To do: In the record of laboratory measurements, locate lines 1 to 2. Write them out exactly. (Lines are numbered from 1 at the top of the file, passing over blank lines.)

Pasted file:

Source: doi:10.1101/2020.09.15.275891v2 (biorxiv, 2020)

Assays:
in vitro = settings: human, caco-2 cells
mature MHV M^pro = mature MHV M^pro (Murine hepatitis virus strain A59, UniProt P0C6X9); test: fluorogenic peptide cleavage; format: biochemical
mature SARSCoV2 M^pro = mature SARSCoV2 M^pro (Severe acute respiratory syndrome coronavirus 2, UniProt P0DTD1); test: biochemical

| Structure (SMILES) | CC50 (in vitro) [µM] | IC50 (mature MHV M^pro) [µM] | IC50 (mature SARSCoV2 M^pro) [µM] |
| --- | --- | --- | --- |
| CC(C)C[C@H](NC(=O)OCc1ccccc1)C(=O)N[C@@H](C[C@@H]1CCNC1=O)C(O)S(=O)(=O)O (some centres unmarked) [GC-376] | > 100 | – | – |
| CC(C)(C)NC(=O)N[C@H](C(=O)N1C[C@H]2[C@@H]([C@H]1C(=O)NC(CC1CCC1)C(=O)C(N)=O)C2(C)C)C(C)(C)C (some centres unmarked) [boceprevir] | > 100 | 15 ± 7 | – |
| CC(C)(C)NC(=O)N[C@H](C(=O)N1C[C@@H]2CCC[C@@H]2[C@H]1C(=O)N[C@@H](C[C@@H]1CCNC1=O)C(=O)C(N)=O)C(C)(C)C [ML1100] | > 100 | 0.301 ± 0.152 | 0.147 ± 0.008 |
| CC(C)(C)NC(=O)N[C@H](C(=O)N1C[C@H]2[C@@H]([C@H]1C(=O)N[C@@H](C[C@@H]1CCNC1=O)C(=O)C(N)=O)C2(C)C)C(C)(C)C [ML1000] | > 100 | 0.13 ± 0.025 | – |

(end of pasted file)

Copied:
Source: doi:10.1101/2020.09.15.275891v2 (biorxiv, 2020)

Assays: